No Sex, Please. We’re Republicans.
Or, how to lose the culture war.
On Wednesday the Senate advanced a bill to protect gay marriage rights by a vote of 62-37 — with 12 GOP senators joining Democrats to write protections into federal law.
The vote comes the day after right-wing influencer and Real Man of Political Genius Ben Shapiro declared: “If you vote for the idea that society has an obligation to recognize male-male or female-female dyads in the same way that society has to recognize male-female, you should not be in the Republican Party.”
In theory, that means that at least a dozen Republican senators — and probably several dozen House Republicans — ought to be excommunicated. And, under the Shapiro Rule, several million Republican-leaning voters also ought to be shown the door, which seems an odd strategy for a political party struggling to figure out how to win elections.
But maybe, just maybe, that’s part of the GOP’s problem.
Check out this NYT chart on the radical transformation of public opinion on the issue of gay marriage. More than 7 in 10 Americans — including a majority of Republicans — think “marriages between same-sex couples should be recognized by the law as valid, with the same rights as traditional marriages.”
How much has the ground shifted? Even the Church of Latter Day Saints — the Mormons — is now on board with the gay marriage legislation.
But Shapiro insists that anyone who agrees with 71 percent of Americans “should not be in the Republican party.”
Good luck with that.
All of this comes as right-wing commentators scrabble through the detritus of last week’s elections, and have concluded that the real problem was … cat-owning single women. Or as Andrew Torba, of the far-right media site Gab, called them: “the Godless unmarried whores of Babylon” who vote for Democrats “so they can continue to slaughter their children.”
And, of course, this guy:
Cathy Young noted earlier this week that blaming the single ladies had become a popular narrative among right-wing commentators who are coping with their various stages of grief.
The Daily Caller weighed in with a headline lamenting, “Are lonely wine Karens ruining our country?” And Fox News host Jesse Watters discovered another terrible problem: It’s bad enough that all those liberal single women vote, but they’re also working as teachers and poisoning the minds of impressionable kiddies.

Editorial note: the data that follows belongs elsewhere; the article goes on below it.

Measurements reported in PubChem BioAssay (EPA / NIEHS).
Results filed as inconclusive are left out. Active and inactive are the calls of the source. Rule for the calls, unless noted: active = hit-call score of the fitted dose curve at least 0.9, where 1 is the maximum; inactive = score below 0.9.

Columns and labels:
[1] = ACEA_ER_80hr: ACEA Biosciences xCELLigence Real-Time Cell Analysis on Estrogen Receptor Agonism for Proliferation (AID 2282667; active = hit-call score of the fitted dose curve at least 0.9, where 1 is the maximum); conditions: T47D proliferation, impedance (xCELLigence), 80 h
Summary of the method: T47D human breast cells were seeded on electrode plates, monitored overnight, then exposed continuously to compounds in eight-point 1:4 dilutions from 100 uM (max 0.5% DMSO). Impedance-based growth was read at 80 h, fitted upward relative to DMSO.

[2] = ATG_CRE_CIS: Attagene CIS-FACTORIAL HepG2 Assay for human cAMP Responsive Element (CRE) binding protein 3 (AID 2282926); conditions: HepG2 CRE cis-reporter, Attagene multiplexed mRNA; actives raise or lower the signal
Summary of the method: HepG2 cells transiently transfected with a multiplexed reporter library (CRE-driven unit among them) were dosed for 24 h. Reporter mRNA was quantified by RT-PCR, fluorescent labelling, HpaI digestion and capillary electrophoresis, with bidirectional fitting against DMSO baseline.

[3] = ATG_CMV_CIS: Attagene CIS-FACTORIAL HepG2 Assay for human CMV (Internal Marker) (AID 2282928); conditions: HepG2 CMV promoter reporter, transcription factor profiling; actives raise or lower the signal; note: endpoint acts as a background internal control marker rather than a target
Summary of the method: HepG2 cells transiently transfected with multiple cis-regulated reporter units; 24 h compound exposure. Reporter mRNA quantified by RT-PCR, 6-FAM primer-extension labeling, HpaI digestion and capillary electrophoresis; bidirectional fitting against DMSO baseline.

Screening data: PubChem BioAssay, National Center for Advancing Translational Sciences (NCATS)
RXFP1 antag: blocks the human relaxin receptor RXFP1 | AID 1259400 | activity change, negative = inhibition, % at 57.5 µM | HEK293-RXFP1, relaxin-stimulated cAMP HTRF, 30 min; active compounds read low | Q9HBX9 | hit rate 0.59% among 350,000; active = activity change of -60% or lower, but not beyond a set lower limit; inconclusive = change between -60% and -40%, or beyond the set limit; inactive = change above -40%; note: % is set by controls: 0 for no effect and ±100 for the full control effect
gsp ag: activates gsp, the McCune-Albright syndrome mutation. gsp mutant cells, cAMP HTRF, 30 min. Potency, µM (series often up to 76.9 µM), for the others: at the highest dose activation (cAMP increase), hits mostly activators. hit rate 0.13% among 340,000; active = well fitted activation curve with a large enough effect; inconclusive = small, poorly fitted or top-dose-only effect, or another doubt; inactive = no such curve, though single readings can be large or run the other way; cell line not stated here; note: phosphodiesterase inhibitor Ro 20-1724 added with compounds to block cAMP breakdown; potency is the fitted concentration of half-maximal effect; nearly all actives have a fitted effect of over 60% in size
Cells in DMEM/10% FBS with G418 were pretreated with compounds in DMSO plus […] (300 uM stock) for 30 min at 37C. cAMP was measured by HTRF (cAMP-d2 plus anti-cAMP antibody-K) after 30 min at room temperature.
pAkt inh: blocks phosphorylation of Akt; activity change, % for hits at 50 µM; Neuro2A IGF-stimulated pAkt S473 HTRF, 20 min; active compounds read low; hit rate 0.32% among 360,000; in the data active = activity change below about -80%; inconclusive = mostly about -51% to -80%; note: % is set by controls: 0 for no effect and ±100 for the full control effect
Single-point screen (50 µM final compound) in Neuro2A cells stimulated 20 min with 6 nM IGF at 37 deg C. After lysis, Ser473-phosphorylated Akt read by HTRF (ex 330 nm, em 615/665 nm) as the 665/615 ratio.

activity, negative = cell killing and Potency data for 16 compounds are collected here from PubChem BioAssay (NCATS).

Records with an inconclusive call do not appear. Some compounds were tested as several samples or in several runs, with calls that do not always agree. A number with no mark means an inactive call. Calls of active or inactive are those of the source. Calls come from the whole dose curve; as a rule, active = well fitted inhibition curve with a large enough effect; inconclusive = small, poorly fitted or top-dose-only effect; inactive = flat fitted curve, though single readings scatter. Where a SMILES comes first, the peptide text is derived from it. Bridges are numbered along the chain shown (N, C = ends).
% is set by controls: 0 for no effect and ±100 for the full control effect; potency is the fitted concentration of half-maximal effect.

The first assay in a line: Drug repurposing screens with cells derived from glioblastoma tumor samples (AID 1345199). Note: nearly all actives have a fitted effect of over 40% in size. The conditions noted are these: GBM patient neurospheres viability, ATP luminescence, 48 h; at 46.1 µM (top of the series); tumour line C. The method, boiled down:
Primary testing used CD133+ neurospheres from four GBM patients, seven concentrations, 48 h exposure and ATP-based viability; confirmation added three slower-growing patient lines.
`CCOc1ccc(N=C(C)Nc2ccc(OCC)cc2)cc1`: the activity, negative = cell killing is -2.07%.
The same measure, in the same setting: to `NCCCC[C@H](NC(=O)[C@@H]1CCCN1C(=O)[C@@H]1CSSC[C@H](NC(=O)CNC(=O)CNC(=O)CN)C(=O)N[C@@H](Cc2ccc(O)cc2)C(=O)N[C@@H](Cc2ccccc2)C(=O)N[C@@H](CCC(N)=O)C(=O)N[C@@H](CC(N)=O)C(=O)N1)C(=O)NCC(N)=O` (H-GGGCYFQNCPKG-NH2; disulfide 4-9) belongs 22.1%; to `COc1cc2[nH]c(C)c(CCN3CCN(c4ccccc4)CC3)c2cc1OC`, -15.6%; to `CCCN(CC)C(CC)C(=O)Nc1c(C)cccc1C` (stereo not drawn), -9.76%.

But the Daily Caller did helpfully recall the observation made by Ohio Senator-elect J.D. Vance in July 2021 that “we are effectively run in this country—via the Democrats, via our corporate oligarchs—by a bunch of childless cat ladies who are miserable at their own lives and the choices that they’ve made, and so they want to make the rest of the country miserable too.”
I mention all of this as the background for my conversation yesterday with David Corn about the GOP and sex.
David Corn: What I find interesting, and I'm happy to see them do this, is that a lot of MAGA Republicans — the Charlie Kirks of the world, the Steve Bannons —are out there saying the real problem is that young, single women voted for Democrats. And they depict them as young, bitter, angry, single women — because they're not married.
Charlie Sykes: “Cat-owning skanks.” Yeah, that's a winning message.
Corn: And it's like well, you told them that they can't control their own bodies. And listen, most people I know enjoy sex. When we talk about abortion, we never talk about sex: The reason people get abortions is because they engage in sex for non-procreative reasons, and they like doing that. And you're coming along saying, ‘No, you can't.’ You're also telling men, ‘If this happens, you're going to be on the hook.’ Right? So, it's in some ways, a bit of a war on sex. And so, if you're young and single, and you want to do that, and you want to have control of your body — to come out and say, ‘You're just a bitter skank’ is not a winning message.